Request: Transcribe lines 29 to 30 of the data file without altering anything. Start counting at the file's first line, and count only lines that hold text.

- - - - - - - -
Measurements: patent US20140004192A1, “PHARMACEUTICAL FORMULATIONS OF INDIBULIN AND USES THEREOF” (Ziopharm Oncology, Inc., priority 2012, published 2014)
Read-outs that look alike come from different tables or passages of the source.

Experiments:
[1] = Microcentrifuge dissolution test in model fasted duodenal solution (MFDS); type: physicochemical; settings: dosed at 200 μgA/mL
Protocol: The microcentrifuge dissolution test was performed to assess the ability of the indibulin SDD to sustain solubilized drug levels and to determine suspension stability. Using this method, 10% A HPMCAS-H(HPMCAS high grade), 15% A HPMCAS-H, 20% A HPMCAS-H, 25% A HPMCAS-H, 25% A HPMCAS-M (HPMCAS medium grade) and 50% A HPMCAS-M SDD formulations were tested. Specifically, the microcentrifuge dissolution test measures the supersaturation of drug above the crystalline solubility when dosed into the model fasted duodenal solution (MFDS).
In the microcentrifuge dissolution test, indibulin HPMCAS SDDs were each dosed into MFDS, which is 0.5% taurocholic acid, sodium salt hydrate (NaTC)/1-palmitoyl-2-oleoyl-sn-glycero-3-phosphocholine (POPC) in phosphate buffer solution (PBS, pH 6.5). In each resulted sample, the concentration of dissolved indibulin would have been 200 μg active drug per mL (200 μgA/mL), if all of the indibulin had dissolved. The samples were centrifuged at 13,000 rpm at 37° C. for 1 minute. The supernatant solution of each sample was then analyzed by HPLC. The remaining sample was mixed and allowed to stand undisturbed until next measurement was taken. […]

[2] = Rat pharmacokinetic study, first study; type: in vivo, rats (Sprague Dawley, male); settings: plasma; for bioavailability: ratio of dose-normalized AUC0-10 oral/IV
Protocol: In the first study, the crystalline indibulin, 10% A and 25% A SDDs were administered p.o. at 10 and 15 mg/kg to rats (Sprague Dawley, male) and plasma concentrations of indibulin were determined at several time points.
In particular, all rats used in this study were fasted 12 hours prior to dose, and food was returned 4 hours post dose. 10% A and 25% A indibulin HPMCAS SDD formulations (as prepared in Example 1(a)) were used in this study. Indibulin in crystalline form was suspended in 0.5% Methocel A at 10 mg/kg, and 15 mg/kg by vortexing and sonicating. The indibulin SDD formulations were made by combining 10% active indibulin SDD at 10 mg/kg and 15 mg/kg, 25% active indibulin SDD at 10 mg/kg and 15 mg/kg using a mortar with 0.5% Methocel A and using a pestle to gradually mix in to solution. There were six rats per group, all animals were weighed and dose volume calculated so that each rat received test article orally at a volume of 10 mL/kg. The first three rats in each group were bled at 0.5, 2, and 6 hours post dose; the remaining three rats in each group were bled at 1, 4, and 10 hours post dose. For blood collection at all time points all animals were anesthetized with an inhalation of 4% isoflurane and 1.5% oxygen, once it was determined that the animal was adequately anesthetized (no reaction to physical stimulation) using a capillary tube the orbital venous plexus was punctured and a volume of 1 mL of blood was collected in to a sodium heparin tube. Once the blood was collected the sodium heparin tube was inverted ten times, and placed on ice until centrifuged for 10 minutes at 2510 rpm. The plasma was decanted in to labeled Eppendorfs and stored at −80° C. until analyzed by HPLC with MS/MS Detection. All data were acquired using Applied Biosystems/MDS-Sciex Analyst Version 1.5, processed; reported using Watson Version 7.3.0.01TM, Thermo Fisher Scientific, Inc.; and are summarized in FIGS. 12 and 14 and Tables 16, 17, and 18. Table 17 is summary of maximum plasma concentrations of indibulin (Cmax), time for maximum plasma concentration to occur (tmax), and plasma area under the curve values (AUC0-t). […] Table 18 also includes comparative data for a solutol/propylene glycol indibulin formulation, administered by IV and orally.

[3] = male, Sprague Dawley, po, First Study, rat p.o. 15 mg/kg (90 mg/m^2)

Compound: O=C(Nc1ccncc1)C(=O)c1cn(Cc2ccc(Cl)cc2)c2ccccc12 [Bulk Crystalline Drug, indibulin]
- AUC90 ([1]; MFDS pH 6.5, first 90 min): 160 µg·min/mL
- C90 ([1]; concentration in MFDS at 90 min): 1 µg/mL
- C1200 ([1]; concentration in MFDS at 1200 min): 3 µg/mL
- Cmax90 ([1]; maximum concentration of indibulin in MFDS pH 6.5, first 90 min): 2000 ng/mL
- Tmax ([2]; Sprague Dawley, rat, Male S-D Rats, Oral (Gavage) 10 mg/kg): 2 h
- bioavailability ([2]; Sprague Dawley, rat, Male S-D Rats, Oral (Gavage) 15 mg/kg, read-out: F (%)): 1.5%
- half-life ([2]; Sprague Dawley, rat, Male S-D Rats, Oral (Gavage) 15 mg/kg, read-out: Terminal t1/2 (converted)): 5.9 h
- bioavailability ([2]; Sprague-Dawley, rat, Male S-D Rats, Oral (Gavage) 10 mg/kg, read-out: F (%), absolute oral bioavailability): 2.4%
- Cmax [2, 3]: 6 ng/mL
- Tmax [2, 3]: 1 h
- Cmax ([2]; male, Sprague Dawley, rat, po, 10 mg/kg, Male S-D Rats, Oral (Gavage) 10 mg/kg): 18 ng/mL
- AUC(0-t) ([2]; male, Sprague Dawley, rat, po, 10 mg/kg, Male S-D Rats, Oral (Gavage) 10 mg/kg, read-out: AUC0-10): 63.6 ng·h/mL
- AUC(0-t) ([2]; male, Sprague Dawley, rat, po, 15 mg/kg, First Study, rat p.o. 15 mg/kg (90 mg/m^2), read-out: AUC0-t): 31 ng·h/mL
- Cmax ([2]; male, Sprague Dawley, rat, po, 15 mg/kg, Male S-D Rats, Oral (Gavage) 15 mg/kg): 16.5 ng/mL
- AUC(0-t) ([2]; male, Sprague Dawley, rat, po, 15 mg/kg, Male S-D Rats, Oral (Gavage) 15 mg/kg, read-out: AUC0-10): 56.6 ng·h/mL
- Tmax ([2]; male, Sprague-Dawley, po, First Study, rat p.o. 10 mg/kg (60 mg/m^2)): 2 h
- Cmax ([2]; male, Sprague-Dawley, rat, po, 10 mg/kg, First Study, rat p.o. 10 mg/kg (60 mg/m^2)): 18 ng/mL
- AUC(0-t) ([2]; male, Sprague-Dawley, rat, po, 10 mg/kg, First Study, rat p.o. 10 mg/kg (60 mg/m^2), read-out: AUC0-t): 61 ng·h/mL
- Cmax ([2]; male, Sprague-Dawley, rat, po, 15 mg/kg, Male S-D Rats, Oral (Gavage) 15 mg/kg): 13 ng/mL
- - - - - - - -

- AUC(0-t) ([2]; male, Sprague-Dawley, rat, po, 10 mg/kg, First Study, rat p.o. 10 mg/kg (60 mg/m^2), read-out: AUC0-t): 61 ng·h/mL
- Cmax ([2]; male, Sprague-Dawley, rat, po, 15 mg/kg, Male S-D Rats, Oral (Gavage) 15 mg/kg): 13 ng/mL